On the Secrecy Performance Over N-Wave with Diffuse Power Fading Channel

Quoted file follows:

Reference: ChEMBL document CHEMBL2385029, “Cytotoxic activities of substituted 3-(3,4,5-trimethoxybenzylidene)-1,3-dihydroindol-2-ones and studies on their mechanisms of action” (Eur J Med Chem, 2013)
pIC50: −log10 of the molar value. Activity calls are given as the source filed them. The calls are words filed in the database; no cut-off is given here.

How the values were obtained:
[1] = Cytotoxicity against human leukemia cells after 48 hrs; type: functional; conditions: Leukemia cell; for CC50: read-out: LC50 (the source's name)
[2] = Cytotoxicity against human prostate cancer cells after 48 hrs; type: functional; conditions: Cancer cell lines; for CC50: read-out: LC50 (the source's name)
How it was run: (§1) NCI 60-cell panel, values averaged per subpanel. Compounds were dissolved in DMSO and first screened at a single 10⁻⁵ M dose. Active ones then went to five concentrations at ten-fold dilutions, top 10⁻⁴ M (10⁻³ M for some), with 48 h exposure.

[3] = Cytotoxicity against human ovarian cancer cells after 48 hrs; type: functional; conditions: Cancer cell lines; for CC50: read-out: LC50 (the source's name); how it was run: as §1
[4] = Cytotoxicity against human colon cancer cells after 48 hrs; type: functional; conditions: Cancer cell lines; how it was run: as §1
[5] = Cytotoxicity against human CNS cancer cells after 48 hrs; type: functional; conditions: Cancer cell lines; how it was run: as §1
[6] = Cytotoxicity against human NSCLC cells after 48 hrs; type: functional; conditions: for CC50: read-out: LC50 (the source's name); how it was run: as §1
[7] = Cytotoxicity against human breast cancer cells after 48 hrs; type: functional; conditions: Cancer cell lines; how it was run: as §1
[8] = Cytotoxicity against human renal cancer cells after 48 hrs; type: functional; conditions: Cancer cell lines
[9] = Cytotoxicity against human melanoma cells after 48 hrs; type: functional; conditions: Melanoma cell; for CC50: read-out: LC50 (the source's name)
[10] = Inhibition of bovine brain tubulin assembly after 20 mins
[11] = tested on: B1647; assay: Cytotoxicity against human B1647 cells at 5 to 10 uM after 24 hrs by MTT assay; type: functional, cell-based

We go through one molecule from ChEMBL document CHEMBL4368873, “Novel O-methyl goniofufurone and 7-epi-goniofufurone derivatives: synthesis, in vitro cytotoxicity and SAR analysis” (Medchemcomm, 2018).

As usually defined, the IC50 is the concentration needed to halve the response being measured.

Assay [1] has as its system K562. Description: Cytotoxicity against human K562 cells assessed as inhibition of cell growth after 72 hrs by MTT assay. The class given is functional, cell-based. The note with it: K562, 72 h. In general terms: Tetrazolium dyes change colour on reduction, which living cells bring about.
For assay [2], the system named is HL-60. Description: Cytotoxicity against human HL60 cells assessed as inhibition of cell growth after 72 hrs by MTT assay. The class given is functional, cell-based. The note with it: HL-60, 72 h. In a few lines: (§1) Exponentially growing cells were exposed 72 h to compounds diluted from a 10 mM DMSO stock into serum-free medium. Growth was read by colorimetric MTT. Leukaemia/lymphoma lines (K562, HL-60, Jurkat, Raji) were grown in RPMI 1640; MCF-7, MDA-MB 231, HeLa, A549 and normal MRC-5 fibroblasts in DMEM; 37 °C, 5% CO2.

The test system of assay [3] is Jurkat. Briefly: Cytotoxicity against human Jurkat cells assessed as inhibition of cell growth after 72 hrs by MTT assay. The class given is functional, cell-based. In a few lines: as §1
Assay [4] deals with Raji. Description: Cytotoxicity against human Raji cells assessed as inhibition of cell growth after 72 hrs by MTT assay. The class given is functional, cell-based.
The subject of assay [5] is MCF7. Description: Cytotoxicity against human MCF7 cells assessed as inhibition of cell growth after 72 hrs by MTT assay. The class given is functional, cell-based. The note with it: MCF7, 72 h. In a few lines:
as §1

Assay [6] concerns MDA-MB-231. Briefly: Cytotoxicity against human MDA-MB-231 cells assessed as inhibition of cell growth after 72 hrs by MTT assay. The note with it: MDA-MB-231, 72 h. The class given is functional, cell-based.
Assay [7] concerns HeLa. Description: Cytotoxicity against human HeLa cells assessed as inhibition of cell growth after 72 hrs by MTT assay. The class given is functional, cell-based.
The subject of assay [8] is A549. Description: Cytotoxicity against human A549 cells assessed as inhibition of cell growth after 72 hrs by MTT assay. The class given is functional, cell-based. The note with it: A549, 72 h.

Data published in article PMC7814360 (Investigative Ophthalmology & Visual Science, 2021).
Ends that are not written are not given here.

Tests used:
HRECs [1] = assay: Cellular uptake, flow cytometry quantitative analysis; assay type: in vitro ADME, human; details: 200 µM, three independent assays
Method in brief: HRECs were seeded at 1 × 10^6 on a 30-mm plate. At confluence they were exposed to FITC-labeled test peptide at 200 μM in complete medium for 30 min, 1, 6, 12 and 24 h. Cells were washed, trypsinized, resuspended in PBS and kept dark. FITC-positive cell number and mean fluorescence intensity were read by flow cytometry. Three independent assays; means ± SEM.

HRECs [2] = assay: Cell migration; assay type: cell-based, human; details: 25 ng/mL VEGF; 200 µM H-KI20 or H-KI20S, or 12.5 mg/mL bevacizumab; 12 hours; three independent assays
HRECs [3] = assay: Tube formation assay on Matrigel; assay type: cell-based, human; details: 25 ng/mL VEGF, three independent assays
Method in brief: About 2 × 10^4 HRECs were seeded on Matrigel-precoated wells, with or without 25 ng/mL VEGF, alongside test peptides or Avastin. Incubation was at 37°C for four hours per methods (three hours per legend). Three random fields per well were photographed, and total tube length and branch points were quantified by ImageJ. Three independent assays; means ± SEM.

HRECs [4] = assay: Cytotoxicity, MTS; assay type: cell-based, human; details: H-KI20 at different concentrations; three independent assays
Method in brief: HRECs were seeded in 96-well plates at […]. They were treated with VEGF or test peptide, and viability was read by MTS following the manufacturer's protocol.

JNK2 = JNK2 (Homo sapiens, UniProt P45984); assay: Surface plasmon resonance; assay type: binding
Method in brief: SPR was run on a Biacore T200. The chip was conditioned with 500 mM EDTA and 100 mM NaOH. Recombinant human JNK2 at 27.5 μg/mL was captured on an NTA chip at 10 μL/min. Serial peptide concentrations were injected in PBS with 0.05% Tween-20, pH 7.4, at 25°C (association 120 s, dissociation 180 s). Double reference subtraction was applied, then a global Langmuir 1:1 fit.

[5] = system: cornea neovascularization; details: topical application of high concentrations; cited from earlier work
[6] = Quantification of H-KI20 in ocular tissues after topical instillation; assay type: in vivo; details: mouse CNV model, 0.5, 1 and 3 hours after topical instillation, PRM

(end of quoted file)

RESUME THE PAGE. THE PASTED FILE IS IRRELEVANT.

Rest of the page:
We investigate the realistic propagation conditions effects on wireless physical layer security, which are different from classical Rice and Rayleigh fading. Specifically, we study how the superposition of a number of dominant specular waves and diffusely propagating components impacts the achievable secrecy performance. We derive analytical expressions for the secrecy outage probability and the average secrecy capacity, which have similar complexity to other alternatives in the literature derived for simpler fading models. We provide very useful insights on the impact on physical layer security of (i) the number; (ii) the relative amplitudes and (iii) the overall power of the dominant specular components. We show that it is possible to obtain remarkable improvements on the system secrecy performance when: (a) the relative amplitudes of the dominant specular components for the legitimate channel are more unbalanced compared to those of the eavesdropper’s channel, and (b) the power of the dominant components for the main channel is significantly larger than the power of the dominant components for the wiretap channel.